1995 Eazy-E (Eric Wright) dies of AIDS-related complications at age 31.More
1994 Modern rock rules as Soundgarden's Superunknown is the #1 album in America, with Nine Inch Nails' The Downward Spiral at #2. Those looking for something less intense can find it at #3, with the Ace of Base album The Sign.
1977 "Rich Girl" hits #1 in America, giving Hall & Oates their first of six chart-toppers on the Hot 100.
1977 The Clash release their first single, making an immediate political statement with "White Riot." It is released only in the UK and not available in America until two years later.
1966 After 14 years on TV (and ten years on radio before that), the last episode of The Adventures Of Ozzie & Harriet, which made Rick Nelson a household name, airs on ABC.
2018 Kesha, an ordained minister, presides over a same-sex wedding between two of her fans in Las Vegas. Footage is used in her video for "I Need A Woman To Love," a reworking of the Janis Joplin song "I Need a Man to Love."
2012 Madonna's 12th studio album, MDNA, debuts, hitting #1 on the Billboard album charts and selling a hot 350,000 copies in two weeks.
2008 The B-52's lose their apostrophe and become the B-52s with the release of their album Funplex. The apostrophe, which is grammatically incorrect because apostrophes show possession, was simply an error made by the friend that designed their logo.
2008 Guitarist Clint Lowery returns to Sevendust to replace Sonny Mayo.
2006 Nikki Sudden (co-founder of Swell Maps) dies of a heart attack at age 49.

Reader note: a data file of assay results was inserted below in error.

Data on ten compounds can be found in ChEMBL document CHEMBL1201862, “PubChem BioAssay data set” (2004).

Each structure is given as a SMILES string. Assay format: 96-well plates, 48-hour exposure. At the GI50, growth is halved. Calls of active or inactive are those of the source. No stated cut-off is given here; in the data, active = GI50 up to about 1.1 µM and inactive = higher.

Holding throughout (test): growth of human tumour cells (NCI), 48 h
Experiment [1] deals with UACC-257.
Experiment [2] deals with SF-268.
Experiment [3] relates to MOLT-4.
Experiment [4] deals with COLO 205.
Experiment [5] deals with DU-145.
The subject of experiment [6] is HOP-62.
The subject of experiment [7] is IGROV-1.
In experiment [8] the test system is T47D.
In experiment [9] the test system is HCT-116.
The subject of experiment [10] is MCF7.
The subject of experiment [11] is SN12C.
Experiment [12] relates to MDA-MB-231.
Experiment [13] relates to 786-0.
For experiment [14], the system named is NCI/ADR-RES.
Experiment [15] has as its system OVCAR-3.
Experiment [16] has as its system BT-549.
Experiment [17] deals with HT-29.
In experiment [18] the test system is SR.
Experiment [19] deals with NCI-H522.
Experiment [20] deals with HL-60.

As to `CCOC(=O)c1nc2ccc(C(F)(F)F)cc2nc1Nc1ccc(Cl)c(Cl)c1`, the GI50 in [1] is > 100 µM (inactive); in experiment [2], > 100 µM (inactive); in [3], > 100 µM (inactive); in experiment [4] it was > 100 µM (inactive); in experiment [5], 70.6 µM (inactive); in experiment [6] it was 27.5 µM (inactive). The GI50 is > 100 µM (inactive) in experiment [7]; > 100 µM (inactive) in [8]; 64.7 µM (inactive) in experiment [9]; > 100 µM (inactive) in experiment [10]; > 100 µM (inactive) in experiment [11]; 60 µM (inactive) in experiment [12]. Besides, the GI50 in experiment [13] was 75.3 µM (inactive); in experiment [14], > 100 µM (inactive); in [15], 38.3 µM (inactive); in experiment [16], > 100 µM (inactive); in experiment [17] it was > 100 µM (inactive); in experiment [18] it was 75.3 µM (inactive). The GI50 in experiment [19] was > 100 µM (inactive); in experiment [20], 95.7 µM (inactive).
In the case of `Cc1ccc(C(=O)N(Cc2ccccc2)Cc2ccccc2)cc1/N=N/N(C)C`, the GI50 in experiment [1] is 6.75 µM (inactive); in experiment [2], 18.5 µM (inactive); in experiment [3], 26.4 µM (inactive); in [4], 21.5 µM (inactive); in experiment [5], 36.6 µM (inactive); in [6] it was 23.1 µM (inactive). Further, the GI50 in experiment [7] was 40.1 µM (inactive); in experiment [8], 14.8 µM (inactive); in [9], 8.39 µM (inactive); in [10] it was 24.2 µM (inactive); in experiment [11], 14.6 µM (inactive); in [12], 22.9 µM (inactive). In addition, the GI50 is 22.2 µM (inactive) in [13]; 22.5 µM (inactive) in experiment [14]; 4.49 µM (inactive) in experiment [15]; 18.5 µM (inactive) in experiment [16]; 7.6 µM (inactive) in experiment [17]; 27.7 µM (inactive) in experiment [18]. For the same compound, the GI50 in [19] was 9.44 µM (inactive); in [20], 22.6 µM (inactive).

2005 Paul Hester (drummer for Crowded House) commits suicide at age 46.
2004 Jan Berry (of Jan & Dean) dies at age 62.
2001 Gorillaz release their debut self-titled album, which becomes a surprise chart success in the US. Although the band's vocalist, Damon Albarn, is well known in Europe through his band Blur, he is virtually unknown in the States, leading to low expectations for the release. The album eventually sells over a million copies in America and peaks at #14.
1999 Bengali musician Ananda Shankar dies of heart failure at age 56.
1991 Bob Dylan's The Bootleg Series Volumes 1–3 is released.
1988 "Man In The Mirror" becomes the fourth of a record five #1 hits from Michael Jackson's Bad album.
The Rolling Stones' lips and tongue logo appears for the first time when it is used on VIP passes for their show at the Marquee Club in London.
The logo was designed by John Pasche, a student at the prestigious Royal College of Art in London (where Storm Thorgerson, who designed the Pink Floyd Dark Side of the Moon album cover, also attended). Stones management called the school looking for a student to design a poster for their 1970 European tour, and Pasche was chosen. That project went well, so he was given another assignment: "Create a logo or symbol which may be used on note paper, as a program cover and as a cover for the press book." Pasche met with Mick Jagger, who showed him a picture of the Indian goddess Kali, rendered sticking out a long, pointed tongue. Using that as a basis, Pasche came up with the tongue and lips logo, earning £50 (about $75) for his efforts. Pasche did not base the design on Jagger's lips, but he says he may have done so subconsciously. The logo is bold and compact - perfect for small spaces. It has an anti-authority vibe with plenty of sexual overtones, which is exactly what the band stands for. After debuting on the VIP passes, the logo appears in April on an insert for the Sticky Fingers album, which features a real, working zipper on the cover designed by Andy Warhol. The logo is so successful, the band uses it for their label, Rolling Stones Records, and puts it on every subsequent album, as well as most of their promotional materials, T-shirts and other merchandise. "It's kind of a universal statement, sticking your tongue out at something," Pasche says. "It's a protest, really."
©2021 Songfacts®, LLC